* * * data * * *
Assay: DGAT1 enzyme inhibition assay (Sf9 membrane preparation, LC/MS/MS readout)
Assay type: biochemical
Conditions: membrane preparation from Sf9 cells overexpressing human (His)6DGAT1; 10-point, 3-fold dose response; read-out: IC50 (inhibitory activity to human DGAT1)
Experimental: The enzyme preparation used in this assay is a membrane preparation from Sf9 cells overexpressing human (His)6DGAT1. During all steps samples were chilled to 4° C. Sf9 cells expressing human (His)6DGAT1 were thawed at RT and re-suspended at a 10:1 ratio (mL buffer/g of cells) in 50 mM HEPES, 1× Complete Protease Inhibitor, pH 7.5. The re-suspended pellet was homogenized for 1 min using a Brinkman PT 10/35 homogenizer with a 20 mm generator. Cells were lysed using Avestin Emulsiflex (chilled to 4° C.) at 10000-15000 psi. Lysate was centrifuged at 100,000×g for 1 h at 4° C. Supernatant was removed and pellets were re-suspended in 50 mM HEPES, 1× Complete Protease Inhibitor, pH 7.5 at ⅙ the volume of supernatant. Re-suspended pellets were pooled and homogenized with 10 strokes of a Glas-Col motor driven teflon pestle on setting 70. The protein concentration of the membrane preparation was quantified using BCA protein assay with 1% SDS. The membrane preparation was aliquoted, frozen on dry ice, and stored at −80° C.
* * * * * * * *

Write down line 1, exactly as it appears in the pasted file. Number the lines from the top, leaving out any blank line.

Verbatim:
Assay: DGAT1 enzyme inhibition assay (Sf9 membrane preparation, LC/MS/MS readout)